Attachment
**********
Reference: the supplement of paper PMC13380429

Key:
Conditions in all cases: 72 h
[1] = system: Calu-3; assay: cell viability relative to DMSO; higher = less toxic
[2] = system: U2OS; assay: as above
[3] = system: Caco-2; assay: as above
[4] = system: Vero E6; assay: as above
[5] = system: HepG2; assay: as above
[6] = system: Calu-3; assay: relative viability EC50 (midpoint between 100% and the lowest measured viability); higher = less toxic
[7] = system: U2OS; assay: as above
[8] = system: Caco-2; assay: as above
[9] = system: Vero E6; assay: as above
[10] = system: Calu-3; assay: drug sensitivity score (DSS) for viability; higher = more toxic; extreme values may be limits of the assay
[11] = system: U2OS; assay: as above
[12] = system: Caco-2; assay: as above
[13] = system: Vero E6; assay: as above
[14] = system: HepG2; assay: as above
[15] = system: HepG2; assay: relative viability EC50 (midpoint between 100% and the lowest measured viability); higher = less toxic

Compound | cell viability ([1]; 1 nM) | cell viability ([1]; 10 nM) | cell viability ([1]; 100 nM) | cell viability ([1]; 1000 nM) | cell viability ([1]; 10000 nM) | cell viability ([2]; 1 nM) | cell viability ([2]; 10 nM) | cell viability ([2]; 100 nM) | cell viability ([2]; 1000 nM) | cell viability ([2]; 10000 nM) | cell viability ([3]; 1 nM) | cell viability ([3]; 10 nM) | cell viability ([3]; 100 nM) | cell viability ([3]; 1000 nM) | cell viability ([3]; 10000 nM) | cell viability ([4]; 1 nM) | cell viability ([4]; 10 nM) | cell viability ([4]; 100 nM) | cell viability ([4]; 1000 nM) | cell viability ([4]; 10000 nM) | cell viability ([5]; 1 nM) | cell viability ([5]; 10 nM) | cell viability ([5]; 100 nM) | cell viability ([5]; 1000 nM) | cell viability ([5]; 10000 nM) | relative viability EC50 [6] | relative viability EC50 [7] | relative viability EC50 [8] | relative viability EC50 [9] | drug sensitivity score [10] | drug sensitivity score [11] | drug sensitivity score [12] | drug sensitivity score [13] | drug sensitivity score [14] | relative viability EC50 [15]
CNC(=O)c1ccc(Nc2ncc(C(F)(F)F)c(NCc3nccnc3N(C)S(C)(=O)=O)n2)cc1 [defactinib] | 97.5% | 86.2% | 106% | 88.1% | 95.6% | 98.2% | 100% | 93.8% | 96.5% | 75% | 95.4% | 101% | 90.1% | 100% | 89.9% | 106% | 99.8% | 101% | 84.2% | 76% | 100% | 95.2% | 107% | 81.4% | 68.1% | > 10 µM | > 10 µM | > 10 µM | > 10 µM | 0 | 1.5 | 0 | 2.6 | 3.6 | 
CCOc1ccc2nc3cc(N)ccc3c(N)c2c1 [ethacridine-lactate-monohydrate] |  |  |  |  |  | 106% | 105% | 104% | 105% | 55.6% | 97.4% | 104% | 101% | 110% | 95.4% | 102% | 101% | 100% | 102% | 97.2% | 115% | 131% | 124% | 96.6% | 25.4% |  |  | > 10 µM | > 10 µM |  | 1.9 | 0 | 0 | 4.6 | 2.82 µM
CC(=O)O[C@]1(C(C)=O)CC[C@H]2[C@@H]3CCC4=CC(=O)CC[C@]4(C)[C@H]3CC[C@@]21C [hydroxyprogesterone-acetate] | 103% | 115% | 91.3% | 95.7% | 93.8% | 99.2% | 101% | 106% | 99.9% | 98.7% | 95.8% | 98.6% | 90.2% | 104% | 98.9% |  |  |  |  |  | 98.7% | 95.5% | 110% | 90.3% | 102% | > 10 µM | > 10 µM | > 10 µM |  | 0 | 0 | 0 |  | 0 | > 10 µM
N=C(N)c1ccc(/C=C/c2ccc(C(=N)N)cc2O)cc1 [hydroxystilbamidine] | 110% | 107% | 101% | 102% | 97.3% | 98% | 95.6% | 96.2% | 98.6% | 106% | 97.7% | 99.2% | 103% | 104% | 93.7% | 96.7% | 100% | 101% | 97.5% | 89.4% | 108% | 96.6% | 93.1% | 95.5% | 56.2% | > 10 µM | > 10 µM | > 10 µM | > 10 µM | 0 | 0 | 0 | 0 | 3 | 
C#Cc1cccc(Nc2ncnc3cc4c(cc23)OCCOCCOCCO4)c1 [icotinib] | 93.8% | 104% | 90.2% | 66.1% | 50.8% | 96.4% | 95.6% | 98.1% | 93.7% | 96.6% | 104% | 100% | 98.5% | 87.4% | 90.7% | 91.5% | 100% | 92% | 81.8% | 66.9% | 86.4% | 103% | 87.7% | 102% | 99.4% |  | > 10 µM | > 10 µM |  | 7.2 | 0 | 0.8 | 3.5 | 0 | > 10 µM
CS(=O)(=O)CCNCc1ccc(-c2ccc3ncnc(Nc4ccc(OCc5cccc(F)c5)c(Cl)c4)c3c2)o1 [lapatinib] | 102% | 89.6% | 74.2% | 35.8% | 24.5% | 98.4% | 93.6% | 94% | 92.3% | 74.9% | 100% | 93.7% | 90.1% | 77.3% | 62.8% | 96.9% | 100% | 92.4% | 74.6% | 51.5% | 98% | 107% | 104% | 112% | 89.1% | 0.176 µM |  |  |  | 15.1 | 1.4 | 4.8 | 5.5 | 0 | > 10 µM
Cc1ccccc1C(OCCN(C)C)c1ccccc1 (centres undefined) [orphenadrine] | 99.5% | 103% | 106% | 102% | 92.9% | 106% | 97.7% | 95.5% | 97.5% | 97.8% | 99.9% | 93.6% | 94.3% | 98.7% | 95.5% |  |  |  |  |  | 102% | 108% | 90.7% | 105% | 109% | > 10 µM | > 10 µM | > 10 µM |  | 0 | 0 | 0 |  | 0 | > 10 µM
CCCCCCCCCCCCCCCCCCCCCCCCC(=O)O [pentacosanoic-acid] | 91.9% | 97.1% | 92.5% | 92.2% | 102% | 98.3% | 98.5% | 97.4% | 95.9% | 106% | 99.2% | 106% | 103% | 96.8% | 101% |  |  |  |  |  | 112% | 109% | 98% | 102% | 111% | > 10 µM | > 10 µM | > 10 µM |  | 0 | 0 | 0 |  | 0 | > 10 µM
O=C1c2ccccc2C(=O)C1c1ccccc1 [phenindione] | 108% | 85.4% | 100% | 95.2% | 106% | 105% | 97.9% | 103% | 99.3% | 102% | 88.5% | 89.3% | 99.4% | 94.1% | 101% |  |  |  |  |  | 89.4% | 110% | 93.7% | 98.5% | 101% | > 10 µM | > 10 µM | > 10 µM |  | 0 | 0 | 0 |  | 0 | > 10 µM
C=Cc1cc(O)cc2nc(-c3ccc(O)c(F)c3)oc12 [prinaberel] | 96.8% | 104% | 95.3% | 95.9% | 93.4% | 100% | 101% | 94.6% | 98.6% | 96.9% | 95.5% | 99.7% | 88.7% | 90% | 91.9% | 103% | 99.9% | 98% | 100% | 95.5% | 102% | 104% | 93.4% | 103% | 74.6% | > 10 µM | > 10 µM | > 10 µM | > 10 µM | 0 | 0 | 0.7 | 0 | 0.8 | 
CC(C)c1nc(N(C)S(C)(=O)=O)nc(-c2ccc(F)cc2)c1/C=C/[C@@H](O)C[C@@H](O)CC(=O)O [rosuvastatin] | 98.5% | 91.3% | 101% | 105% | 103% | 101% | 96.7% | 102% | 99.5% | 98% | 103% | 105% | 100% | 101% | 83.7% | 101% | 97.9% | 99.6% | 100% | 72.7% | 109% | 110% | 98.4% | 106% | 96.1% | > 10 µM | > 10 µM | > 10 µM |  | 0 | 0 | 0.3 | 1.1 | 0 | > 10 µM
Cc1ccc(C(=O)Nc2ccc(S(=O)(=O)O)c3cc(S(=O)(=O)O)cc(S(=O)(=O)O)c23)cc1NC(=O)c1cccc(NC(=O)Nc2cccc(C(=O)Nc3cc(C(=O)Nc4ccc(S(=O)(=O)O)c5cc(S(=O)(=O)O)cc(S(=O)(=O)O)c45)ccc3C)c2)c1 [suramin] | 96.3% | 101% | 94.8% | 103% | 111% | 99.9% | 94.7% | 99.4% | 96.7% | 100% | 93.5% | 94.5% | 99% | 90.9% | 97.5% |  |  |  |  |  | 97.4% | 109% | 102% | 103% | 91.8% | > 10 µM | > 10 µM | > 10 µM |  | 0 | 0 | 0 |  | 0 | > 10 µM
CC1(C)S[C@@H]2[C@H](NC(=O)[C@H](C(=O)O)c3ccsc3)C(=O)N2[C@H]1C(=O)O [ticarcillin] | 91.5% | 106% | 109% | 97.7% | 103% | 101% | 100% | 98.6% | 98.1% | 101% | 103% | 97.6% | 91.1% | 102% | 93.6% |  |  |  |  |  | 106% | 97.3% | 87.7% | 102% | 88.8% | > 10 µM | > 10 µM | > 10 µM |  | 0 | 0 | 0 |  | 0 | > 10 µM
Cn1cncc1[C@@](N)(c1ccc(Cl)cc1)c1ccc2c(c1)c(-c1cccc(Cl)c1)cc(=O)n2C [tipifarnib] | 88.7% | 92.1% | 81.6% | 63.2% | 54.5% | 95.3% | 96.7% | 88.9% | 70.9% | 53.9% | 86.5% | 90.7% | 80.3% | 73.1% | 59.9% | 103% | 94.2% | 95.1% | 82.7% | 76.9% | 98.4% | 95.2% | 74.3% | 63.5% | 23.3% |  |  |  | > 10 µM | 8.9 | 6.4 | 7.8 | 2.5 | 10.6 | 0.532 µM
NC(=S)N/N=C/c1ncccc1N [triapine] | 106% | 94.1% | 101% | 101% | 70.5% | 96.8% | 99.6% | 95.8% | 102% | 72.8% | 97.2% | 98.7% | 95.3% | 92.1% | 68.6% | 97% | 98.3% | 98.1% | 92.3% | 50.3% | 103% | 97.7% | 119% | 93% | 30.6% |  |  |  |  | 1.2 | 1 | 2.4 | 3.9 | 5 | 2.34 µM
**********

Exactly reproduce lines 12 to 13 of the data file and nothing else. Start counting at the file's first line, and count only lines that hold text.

[9] = system: Vero E6; assay: as above
[10] = system: Calu-3; assay: drug sensitivity score (DSS) for viability; higher = more toxic; extreme values may be limits of the assay